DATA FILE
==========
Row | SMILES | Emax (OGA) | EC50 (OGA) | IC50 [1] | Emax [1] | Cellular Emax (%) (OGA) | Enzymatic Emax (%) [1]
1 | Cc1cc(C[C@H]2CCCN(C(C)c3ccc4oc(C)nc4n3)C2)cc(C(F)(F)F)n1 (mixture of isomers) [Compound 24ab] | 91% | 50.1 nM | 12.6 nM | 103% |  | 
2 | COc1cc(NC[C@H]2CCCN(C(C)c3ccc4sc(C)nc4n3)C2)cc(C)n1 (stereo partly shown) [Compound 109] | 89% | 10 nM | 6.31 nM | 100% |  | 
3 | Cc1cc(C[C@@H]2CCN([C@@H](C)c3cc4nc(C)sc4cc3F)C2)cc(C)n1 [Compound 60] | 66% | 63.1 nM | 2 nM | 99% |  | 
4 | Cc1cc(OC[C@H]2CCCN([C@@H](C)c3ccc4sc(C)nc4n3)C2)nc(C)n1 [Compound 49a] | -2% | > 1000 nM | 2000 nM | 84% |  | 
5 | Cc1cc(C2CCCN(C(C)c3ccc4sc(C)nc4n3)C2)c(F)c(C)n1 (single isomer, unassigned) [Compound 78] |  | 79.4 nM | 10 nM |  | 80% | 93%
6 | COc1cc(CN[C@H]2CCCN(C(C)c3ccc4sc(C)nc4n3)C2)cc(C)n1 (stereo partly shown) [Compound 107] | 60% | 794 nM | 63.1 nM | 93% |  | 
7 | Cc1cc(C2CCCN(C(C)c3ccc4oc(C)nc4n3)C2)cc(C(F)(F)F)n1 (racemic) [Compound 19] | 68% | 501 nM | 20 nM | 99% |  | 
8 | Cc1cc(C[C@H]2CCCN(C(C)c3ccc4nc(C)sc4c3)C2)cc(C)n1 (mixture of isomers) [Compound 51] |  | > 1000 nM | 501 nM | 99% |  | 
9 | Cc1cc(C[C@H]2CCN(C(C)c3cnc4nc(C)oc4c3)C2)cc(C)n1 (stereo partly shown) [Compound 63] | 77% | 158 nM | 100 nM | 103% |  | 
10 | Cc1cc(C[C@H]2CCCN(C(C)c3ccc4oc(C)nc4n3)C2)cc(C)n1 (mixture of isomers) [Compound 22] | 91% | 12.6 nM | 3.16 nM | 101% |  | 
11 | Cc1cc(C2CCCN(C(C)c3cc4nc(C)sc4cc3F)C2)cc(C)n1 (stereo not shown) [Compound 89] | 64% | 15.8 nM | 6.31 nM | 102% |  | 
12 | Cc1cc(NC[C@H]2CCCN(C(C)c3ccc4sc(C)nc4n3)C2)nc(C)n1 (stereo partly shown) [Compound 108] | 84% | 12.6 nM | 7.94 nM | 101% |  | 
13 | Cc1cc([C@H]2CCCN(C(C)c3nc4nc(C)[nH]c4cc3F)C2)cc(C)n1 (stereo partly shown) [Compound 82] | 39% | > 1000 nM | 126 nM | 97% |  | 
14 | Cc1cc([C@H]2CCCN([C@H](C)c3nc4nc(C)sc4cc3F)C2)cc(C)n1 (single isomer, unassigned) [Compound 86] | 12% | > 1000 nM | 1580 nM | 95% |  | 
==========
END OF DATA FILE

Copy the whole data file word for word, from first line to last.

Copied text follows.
Row | SMILES | Emax (OGA) | EC50 (OGA) | IC50 [1] | Emax [1] | Cellular Emax (%) (OGA) | Enzymatic Emax (%) [1]
1 | Cc1cc(C[C@H]2CCCN(C(C)c3ccc4oc(C)nc4n3)C2)cc(C(F)(F)F)n1 (mixture of isomers) [Compound 24ab] | 91% | 50.1 nM | 12.6 nM | 103% |  | 
2 | COc1cc(NC[C@H]2CCCN(C(C)c3ccc4sc(C)nc4n3)C2)cc(C)n1 (stereo partly shown) [Compound 109] | 89% | 10 nM | 6.31 nM | 100% |  | 
3 | Cc1cc(C[C@@H]2CCN([C@@H](C)c3cc4nc(C)sc4cc3F)C2)cc(C)n1 [Compound 60] | 66% | 63.1 nM | 2 nM | 99% |  | 
4 | Cc1cc(OC[C@H]2CCCN([C@@H](C)c3ccc4sc(C)nc4n3)C2)nc(C)n1 [Compound 49a] | -2% | > 1000 nM | 2000 nM | 84% |  | 
5 | Cc1cc(C2CCCN(C(C)c3ccc4sc(C)nc4n3)C2)c(F)c(C)n1 (single isomer, unassigned) [Compound 78] |  | 79.4 nM | 10 nM |  | 80% | 93%
6 | COc1cc(CN[C@H]2CCCN(C(C)c3ccc4sc(C)nc4n3)C2)cc(C)n1 (stereo partly shown) [Compound 107] | 60% | 794 nM | 63.1 nM | 93% |  | 
7 | Cc1cc(C2CCCN(C(C)c3ccc4oc(C)nc4n3)C2)cc(C(F)(F)F)n1 (racemic) [Compound 19] | 68% | 501 nM | 20 nM | 99% |  | 
8 | Cc1cc(C[C@H]2CCCN(C(C)c3ccc4nc(C)sc4c3)C2)cc(C)n1 (mixture of isomers) [Compound 51] |  | > 1000 nM | 501 nM | 99% |  | 
9 | Cc1cc(C[C@H]2CCN(C(C)c3cnc4nc(C)oc4c3)C2)cc(C)n1 (stereo partly shown) [Compound 63] | 77% | 158 nM | 100 nM | 103% |  | 
10 | Cc1cc(C[C@H]2CCCN(C(C)c3ccc4oc(C)nc4n3)C2)cc(C)n1 (mixture of isomers) [Compound 22] | 91% | 12.6 nM | 3.16 nM | 101% |  | 
11 | Cc1cc(C2CCCN(C(C)c3cc4nc(C)sc4cc3F)C2)cc(C)n1 (stereo not shown) [Compound 89] | 64% | 15.8 nM | 6.31 nM | 102% |  | 
12 | Cc1cc(NC[C@H]2CCCN(C(C)c3ccc4sc(C)nc4n3)C2)nc(C)n1 (stereo partly shown) [Compound 108] | 84% | 12.6 nM | 7.94 nM | 101% |  | 
13 | Cc1cc([C@H]2CCCN(C(C)c3nc4nc(C)[nH]c4cc3F)C2)cc(C)n1 (stereo partly shown) [Compound 82] | 39% | > 1000 nM | 126 nM | 97% |  | 
14 | Cc1cc([C@H]2CCCN([C@H](C)c3nc4nc(C)sc4cc3F)C2)cc(C)n1 (single isomer, unassigned) [Compound 86] | 12% | > 1000 nM | 1580 nM | 95% |  | 